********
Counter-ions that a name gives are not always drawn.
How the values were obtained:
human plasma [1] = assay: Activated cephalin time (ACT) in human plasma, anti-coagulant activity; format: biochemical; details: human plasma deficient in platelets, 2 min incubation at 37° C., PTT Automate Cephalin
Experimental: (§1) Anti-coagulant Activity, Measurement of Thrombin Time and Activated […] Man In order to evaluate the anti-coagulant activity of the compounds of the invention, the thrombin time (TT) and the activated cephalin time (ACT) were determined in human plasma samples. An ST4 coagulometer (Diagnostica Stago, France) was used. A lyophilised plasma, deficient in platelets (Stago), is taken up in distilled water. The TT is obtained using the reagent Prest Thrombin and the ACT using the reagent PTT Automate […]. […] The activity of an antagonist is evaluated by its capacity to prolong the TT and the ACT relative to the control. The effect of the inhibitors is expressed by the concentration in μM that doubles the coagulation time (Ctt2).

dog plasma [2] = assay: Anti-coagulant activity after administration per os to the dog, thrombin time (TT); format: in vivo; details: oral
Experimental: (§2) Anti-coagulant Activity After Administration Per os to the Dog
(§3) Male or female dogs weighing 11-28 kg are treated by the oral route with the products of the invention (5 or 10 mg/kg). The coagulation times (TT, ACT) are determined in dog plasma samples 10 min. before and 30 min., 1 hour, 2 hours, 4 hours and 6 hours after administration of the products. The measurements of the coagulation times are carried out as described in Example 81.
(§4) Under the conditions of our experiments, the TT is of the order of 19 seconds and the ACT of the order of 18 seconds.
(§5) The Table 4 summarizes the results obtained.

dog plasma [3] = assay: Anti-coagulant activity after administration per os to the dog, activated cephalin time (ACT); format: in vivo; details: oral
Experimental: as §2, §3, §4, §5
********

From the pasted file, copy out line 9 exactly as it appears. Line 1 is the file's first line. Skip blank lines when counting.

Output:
(§5) The Table 4 summarizes the results obtained.